Protesting Hindu College’s ‘Virgin Tree Puja’ is Becoming an Annual Tradition Itself

On the eve of Valentine’s Day, a group of boys from Delhi University’s (DU) Hindu College decorated what they call the ‘virgin tree’ with water-filled condoms and a big poster of a “happy couple” – this year it was Virat Kohli and Anushka Sharma.

Virgin tree with poster of Anushka Sharma and Virat Kohli. Credit: Vibhuti, Pinjra Tod.

They were preparing for the annual tradition of the ‘virgin tree puja’ which is meant to help them lose their virginity within six months of worshipping the tree.

As they were busy tying balloons on the tree and chanting “Bharat Mata ki Jai,” residents from the college’s women’s hostel broke the locks on the hostel’s gates and stormed onto campus –all to support Pinjra Tod’s campaign to disrupt the infamous ritual.

The virgin tree puja, which has been taking place since 1953, is widely considered offensive and misogynistic by women who say it encourages the objectification of women. Pinjra Tod members also say that the particular form of worship is rooted in caste-based practices. The puja involves a male student dressing up as a priest to perform religious rituals while other men sing hymns in praise of Damdami mai or a Bollywood actress of the worshippers’ choosing.

Pinjra Tod has been raising their voice against this ritual for the past several years and has also faced backlash for doing so. This year, the collective’s members and their allies snuck onto campus, holding a banner which said, “End Neoliberal Brahminical Patriarchal Culture”.

Pinjra Tod members storming into the college campus.

The ritual, as the students pointed out, objectifies women and enforces patriarchy. Even the hymn they sing has lyrics like “Tumko din bhar dekhu, raat bhar so nhi paata” (I stare at you all day and can’t sleep all night).

As the protestors addressed a crowd of supporters, outlining the sexism in the whole ritual and on campus at large, they faced retaliation of multiple kinds – first from the organisers of the event, who heckled and even physically intimidated the women – and later from the administration who turned a blind eye to the situation.

Referring to the organisers who were decorating the tree, Uttam, a commerce student at Hindu College, said, “When I tried stopping the boys, they tore my jacket and tried attacking me. I was scared a bit initially but later gathered the courage to fight back.”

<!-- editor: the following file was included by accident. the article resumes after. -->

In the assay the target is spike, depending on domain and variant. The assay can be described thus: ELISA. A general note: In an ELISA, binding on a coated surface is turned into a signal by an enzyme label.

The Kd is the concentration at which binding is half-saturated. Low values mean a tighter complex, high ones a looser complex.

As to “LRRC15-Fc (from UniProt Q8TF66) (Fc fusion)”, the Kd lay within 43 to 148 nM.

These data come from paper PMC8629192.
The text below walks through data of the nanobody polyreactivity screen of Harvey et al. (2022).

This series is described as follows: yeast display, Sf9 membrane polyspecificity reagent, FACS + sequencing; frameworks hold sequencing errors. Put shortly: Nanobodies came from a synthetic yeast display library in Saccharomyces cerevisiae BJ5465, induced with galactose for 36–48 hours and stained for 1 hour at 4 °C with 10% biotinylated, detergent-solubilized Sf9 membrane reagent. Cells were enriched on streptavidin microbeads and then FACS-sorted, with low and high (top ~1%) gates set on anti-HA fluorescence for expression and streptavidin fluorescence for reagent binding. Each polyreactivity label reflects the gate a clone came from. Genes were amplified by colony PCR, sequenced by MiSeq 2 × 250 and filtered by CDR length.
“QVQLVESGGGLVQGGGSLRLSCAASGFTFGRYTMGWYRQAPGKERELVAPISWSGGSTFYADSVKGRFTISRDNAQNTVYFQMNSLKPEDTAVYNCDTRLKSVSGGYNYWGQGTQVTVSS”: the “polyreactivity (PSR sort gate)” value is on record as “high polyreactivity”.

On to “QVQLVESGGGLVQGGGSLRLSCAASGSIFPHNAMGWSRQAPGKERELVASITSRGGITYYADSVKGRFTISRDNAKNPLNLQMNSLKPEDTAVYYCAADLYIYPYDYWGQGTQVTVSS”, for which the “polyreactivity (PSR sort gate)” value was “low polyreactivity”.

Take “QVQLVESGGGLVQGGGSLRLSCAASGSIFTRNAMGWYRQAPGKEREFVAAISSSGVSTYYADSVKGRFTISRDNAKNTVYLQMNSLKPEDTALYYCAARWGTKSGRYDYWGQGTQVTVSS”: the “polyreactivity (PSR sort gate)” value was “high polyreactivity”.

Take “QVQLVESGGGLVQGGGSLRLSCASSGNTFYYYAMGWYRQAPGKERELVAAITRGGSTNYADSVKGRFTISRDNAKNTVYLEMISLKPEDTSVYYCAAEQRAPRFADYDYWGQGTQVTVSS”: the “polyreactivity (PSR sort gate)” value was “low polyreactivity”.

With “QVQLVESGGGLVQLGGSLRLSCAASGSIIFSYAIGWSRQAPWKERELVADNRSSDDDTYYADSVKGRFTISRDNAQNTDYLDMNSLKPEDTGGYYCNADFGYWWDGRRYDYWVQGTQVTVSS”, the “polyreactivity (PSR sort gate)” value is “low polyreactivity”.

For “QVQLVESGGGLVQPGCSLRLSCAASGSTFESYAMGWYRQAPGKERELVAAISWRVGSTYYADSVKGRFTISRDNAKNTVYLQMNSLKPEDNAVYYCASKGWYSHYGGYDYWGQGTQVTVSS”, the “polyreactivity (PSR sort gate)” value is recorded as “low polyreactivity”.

Pinjra Tod members alleged that the police stationed on campus sided with the puja’s organisers and intimidated those who were protesting against them.

“When we broke the curfew, more than 300 students from the boys hostel started shouting slogans against us. The police protected them but not us”, said a member.

‘Love is not restrictive’

Other student collectives from Jawaharlal Nehru University (JNU) and DU extended their support to the protest and shed light on how the ritual overlooks homosexual relationships while addressing a gathering at the college gate.

“When we tried explaining them all that was wrong with the ritual, they said they have also put the pride flags to celebrate homosexual relationships except the poster had the picture of a heterosexual couple,” said Yogita, a student from Hindu College.

Celebrations after disrupting Virgin tree puja outside Hindu College’s boys hostel.

Adding to this, Snehashish from JNU said, “Love cannot be restricted to one single virgin tree. It goes beyond pre-set boundaries of sexuality and desires but these people are only enforcing heterosexual relationships.”

Protest continues

As students sang protest songs and shouted slogans at the entry gate of the college, one of the of the organisers attacked a student and targeted several others which lead to a brief scuffle outside the campus.

The students and their allies then marched to the faculty of arts building to stage another peaceful protest.

Peaceful protest outside Faculty of Arts building.

The day concluded with Pinjra Tod members singing Urdu poet Faiz Ahmed Faiz’s revolutionary poem Hum Dekhenge and vowed to continue to oppose such patriarchal traditions across the country.